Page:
Esther Nakajjigo had dedicated her life to supporting vulnerable people, especially the youth. Essie’s service for underprivileged members of the community started when she used funds given to her for university tuition to establish the Princess Diana Health Centre III in Makindye, Kampala. The centre provided free adolescent health and reproductive health services to young people aged 10 – 24 years. In the following years, she traversed the country sensitising girls and boys on the risks of teenage pregnancy and creating opportunities for teenage mothers so they could have a second chance in life.
Among the most outstanding achievements of Essie’s work is the “saving innocence challenge”, a reality TV show that saw girls from well off families go on an expedition to experience the reality of their underprivileged peers and seek to transform the lives of these disadvantaged girls. As part of the “saving innocence challenge”, Essie shone a light on the shocking situation of teenage girls in the Kalangala islands who, out of socio-economic vulnerability, engage in what is dubbed “sex for fish”, an exploitative practice resulting in teenage pregnancies, sexually transmitted infections and abject poverty.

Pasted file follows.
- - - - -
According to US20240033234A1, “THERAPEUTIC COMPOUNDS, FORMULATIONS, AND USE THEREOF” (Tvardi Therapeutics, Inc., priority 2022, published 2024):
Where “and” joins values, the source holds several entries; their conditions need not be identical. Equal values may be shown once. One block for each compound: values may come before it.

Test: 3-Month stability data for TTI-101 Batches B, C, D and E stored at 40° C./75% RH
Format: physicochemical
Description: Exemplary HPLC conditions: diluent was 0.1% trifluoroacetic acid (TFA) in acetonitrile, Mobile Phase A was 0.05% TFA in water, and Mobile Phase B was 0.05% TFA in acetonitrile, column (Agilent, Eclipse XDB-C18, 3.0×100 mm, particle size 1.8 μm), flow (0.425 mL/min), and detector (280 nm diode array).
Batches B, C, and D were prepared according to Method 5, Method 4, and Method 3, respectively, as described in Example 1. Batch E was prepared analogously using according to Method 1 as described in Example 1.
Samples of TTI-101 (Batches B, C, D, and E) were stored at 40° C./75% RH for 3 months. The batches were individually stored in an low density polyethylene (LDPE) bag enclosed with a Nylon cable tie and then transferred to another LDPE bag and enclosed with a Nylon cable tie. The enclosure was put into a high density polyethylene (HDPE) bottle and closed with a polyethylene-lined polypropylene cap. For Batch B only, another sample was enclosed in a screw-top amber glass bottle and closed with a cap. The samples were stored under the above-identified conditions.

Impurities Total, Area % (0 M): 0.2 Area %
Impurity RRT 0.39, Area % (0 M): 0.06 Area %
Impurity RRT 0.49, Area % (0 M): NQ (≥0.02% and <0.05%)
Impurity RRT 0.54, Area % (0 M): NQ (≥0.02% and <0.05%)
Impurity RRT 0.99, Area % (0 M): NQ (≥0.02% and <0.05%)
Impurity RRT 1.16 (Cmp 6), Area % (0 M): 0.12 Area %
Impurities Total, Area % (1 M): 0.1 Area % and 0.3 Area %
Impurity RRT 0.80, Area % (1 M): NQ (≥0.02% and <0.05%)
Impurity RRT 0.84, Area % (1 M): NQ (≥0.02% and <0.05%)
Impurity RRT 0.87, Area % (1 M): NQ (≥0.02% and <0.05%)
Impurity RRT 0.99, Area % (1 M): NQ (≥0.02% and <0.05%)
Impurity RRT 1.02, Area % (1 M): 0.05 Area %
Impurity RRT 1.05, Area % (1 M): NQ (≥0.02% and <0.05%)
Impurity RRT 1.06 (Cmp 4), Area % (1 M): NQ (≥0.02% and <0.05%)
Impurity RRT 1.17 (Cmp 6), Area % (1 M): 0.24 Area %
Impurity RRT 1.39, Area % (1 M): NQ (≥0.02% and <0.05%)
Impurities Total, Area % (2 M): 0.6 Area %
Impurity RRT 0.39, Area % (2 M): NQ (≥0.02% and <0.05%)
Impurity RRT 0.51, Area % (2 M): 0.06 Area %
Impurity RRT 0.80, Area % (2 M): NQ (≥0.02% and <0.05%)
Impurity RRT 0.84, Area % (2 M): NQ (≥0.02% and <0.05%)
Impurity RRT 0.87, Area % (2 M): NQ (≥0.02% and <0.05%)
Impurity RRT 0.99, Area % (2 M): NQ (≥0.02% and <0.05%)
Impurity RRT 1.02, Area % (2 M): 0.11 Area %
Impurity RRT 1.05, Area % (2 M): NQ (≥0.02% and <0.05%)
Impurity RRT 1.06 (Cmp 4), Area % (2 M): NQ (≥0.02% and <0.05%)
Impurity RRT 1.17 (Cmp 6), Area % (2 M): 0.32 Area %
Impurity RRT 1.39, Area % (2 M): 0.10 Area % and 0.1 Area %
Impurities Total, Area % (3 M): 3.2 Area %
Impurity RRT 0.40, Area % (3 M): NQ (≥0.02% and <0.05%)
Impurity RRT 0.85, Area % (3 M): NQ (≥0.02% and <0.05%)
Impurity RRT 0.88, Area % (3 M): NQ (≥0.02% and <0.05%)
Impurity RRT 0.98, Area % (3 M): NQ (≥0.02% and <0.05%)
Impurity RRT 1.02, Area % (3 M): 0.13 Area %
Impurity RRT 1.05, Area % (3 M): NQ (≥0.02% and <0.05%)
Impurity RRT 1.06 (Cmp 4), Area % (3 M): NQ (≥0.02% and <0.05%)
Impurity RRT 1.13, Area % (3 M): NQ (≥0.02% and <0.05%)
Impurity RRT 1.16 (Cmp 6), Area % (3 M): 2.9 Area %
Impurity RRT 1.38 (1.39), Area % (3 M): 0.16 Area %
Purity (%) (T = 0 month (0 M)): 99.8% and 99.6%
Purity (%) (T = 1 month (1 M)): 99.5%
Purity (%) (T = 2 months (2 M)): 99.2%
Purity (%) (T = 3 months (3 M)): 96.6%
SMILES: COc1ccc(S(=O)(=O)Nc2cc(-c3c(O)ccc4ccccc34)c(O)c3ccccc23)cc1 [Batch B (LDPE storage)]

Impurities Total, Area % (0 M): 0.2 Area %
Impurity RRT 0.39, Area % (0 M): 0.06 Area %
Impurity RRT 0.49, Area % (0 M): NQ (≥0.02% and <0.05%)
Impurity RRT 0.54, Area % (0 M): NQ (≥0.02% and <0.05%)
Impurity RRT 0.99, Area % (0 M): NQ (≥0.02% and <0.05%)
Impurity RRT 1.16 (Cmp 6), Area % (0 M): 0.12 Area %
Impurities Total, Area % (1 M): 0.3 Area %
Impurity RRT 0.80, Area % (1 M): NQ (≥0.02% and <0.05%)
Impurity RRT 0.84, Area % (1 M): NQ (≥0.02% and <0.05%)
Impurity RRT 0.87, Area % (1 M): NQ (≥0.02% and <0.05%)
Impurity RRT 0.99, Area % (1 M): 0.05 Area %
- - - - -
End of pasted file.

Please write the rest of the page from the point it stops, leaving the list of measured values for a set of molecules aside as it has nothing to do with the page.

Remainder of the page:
Recently, Essie also started campaigning to raise awareness for the plight of the refugees hosted in Uganda.
Based on her outstanding work in Uganda, Essie was selected as one of only 16 young leaders worldwide to participate in the 2018 European Development Days (EDD) organised by the EU institutions in Brussels, Belgium. At that meeting, she presented on the topic on “Women and Girls on the Move: Towards Safer Work and Migration for Women” alongside the Executive Director of UN Women, the Deputy Director General of IOM and other dignitaries.
At the time of her death, Esther was an associate for international programmes at Drexel University, Philadelphia. She leaves behind a young charity organization she had founded. She will be missed by the human rights fraternity not only in Uganda, but across the globe. Whereas the challenges she addressed were exceptionally grim, Essie was a very positive, optimistic and tremendously compassionate young woman. She was, and will continue to be, an inspiration to many.
At the EU Delegation in Uganda, we shall miss her passion, determination, and courage to transform lives, especially of the young people, but most importantly her passion to make Uganda safer for women and girls. We convey our deepest condolences to Essie’s family and friends for their sad loss. May her soul rest in eternal peace!